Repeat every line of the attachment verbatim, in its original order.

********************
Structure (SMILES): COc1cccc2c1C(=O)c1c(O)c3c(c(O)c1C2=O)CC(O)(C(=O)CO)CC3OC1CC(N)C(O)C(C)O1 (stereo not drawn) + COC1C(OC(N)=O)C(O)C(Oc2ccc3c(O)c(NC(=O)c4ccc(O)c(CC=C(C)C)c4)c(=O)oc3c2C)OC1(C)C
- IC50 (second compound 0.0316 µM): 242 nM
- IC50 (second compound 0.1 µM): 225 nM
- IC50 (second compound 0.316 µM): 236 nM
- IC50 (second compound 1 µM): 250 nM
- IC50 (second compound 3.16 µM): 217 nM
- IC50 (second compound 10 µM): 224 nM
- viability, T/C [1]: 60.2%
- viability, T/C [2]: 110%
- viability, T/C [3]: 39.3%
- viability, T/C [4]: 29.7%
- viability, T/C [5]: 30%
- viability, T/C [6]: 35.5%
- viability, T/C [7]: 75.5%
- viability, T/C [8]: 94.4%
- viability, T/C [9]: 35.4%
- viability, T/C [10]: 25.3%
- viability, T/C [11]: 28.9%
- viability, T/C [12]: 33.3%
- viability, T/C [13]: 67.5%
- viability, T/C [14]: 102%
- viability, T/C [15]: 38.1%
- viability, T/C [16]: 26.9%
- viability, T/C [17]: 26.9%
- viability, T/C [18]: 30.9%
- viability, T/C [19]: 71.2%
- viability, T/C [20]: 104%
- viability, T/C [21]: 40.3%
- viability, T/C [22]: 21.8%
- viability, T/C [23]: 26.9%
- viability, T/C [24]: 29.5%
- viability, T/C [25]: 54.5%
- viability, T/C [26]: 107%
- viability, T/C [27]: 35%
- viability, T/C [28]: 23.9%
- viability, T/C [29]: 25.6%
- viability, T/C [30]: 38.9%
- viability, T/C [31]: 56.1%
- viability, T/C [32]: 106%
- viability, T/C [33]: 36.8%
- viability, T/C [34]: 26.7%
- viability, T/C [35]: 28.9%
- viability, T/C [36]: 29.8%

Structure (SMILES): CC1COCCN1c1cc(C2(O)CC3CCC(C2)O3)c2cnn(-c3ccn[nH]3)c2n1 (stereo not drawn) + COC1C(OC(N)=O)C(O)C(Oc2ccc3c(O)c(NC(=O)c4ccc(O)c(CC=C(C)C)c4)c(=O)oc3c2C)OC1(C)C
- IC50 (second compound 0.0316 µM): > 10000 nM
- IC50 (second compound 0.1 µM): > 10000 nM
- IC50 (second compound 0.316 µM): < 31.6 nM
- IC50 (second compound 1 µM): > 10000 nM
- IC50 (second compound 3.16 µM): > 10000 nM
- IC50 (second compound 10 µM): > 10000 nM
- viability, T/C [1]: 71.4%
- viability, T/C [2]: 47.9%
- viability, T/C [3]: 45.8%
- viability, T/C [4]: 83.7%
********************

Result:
Structure (SMILES): COc1cccc2c1C(=O)c1c(O)c3c(c(O)c1C2=O)CC(O)(C(=O)CO)CC3OC1CC(N)C(O)C(C)O1 (stereo not drawn) + COC1C(OC(N)=O)C(O)C(Oc2ccc3c(O)c(NC(=O)c4ccc(O)c(CC=C(C)C)c4)c(=O)oc3c2C)OC1(C)C
- IC50 (second compound 0.0316 µM): 242 nM
- IC50 (second compound 0.1 µM): 225 nM
- IC50 (second compound 0.316 µM): 236 nM
- IC50 (second compound 1 µM): 250 nM
- IC50 (second compound 3.16 µM): 217 nM
- IC50 (second compound 10 µM): 224 nM
- viability, T/C [1]: 60.2%
- viability, T/C [2]: 110%
- viability, T/C [3]: 39.3%
- viability, T/C [4]: 29.7%
- viability, T/C [5]: 30%
- viability, T/C [6]: 35.5%
- viability, T/C [7]: 75.5%
- viability, T/C [8]: 94.4%
- viability, T/C [9]: 35.4%
- viability, T/C [10]: 25.3%
- viability, T/C [11]: 28.9%
- viability, T/C [12]: 33.3%
- viability, T/C [13]: 67.5%
- viability, T/C [14]: 102%
- viability, T/C [15]: 38.1%
- viability, T/C [16]: 26.9%
- viability, T/C [17]: 26.9%
- viability, T/C [18]: 30.9%
- viability, T/C [19]: 71.2%
- viability, T/C [20]: 104%
- viability, T/C [21]: 40.3%
- viability, T/C [22]: 21.8%
- viability, T/C [23]: 26.9%
- viability, T/C [24]: 29.5%
- viability, T/C [25]: 54.5%
- viability, T/C [26]: 107%
- viability, T/C [27]: 35%
- viability, T/C [28]: 23.9%
- viability, T/C [29]: 25.6%
- viability, T/C [30]: 38.9%
- viability, T/C [31]: 56.1%
- viability, T/C [32]: 106%
- viability, T/C [33]: 36.8%
- viability, T/C [34]: 26.7%
- viability, T/C [35]: 28.9%
- viability, T/C [36]: 29.8%

Structure (SMILES): CC1COCCN1c1cc(C2(O)CC3CCC(C2)O3)c2cnn(-c3ccn[nH]3)c2n1 (stereo not drawn) + COC1C(OC(N)=O)C(O)C(Oc2ccc3c(O)c(NC(=O)c4ccc(O)c(CC=C(C)C)c4)c(=O)oc3c2C)OC1(C)C
- IC50 (second compound 0.0316 µM): > 10000 nM
- IC50 (second compound 0.1 µM): > 10000 nM
- IC50 (second compound 0.316 µM): < 31.6 nM
- IC50 (second compound 1 µM): > 10000 nM
- IC50 (second compound 3.16 µM): > 10000 nM
- IC50 (second compound 10 µM): > 10000 nM
- viability, T/C [1]: 71.4%
- viability, T/C [2]: 47.9%
- viability, T/C [3]: 45.8%
- viability, T/C [4]: 83.7%